UK heading for recession post-Brexit, finance minister promises response

UK heading for recession post-Brexit, finance minister promises response
By Euronews
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UK finance minister Philip Hammond has promised a 'reset' of government policy if Britain's economic weakness continues after business surveys showed a fall in orders and confidence.


With word that Britain’s economy is shrinking following the Brexit vote, the UK’s finance minister Philip Hammond is promising a “reset” of government policy if the weakness continues.

Hammond – in China for a meeting of finance ministers from the G20 top economies – tried to counter business surveys indicating Britain is heading for recession.

He said they show businesses’ confidence had been “dented”, but it is the government’s job to restore confidence by progressing trade talks with the European Union and other countries, including China.

Also in Beijing, the head of the International Monetary Fund Christine Lagarde repeated her call for Europe to quickly resolve questions over Brexit: “Our first and immediate recommendation is for this uncertainty surrounding the terms of Brexit to be removed as quickly as possible.

Delighted to be in China for #G20 and 1+6 meetings.Look forward to our discussions on how to jumpstart global growth

— Christine Lagarde (@Lagarde) July 21, 2016

Uncertainty over Britain’s trading future with Europe has caused gloom among UK companies,particularly in the services sector which is one of the few drivers of economic growth.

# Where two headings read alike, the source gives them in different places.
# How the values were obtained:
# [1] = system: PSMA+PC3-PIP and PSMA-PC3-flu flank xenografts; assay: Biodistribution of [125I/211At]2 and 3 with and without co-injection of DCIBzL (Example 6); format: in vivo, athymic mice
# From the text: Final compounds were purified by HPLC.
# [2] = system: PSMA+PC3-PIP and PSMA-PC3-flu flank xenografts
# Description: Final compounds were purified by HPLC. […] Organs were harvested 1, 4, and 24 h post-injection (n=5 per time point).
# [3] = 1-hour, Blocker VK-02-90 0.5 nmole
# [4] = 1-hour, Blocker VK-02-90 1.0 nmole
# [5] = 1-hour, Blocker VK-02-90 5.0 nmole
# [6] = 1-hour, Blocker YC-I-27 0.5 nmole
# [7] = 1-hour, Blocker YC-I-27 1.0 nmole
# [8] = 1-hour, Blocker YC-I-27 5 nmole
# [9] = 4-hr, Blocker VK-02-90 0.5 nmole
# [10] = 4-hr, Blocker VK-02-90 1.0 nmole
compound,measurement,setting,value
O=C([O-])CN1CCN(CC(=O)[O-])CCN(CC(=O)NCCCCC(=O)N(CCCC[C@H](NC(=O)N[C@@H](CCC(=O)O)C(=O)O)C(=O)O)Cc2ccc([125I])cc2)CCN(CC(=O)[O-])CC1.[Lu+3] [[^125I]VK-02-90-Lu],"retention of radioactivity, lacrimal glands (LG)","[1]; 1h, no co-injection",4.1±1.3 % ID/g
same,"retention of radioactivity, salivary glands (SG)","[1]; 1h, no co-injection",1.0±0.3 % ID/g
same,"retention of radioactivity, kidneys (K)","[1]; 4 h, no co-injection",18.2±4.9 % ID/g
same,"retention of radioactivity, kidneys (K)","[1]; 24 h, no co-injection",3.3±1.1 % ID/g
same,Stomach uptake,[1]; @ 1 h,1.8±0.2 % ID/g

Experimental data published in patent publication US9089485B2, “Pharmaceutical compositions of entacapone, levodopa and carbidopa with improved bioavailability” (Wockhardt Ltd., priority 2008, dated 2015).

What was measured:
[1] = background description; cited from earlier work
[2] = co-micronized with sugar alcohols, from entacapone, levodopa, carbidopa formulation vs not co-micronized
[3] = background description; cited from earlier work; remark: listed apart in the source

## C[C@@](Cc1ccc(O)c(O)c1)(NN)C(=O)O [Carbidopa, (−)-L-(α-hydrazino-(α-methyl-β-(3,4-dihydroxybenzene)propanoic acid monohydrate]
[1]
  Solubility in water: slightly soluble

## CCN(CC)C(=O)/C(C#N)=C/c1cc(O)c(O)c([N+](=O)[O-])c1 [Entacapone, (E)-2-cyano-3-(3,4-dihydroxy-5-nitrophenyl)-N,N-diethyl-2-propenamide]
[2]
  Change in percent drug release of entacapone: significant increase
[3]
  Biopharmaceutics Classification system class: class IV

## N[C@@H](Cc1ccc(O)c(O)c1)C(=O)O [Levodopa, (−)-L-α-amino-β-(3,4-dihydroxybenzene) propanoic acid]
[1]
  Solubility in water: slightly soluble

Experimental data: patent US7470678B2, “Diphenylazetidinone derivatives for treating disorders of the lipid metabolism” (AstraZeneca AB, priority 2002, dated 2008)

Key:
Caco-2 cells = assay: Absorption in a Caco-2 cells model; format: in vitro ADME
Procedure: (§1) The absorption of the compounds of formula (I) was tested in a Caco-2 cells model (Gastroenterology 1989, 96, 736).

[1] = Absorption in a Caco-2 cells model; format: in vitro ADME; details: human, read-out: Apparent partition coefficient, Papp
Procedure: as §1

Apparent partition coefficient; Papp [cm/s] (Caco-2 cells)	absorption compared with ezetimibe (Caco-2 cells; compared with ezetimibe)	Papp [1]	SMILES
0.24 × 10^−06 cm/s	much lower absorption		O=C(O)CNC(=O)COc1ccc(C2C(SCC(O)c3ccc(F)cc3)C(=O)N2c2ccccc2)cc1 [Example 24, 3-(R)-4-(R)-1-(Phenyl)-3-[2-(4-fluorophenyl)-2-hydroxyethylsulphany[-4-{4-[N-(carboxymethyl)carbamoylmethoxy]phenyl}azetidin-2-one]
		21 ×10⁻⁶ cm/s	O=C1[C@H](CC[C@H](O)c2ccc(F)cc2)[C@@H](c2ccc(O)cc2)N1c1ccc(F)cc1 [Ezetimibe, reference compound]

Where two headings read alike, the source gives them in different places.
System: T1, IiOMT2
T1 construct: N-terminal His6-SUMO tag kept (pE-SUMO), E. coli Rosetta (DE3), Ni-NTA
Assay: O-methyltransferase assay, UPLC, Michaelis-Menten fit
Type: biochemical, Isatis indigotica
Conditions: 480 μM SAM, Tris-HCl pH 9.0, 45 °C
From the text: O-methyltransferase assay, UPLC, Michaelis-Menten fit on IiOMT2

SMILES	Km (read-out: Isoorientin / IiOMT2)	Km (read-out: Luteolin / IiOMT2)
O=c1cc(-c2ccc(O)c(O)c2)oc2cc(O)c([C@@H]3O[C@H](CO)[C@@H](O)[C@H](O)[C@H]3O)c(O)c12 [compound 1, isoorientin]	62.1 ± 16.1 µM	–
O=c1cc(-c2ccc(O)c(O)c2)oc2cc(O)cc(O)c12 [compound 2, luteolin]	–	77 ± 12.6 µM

They report orders plunging and confidence crumbling.

That suggests the UK economy is shrinking faster than at any time since the aftermath of the global financial crisis in 2008 which means finance minister Hammond might have to rethink the British government’s austerity measures.

Dismal set of UK #PMI data. Service sector slows to 7 year low 47.4, manufacturing to 3 year low 49.1 EburyUK</a> <a href=""></a></p>&mdash; Matthew Ryan (mryan815) July 22, 2016

“July saw a dramatic deterioration in the economy,” said Chris Williamson, chief economist with Markit, the organisation that surveyed the executives who make spending decisions at 1,250 large British firms.

“The downturn, whether manifesting itself in order book cancellations, a lack of new orders or the postponement or halting of projects, was most commonly attributed in one way or another to Brexit,” Williamson added.

The Bank of England has also been clear that easing monetary policy may be necessary.

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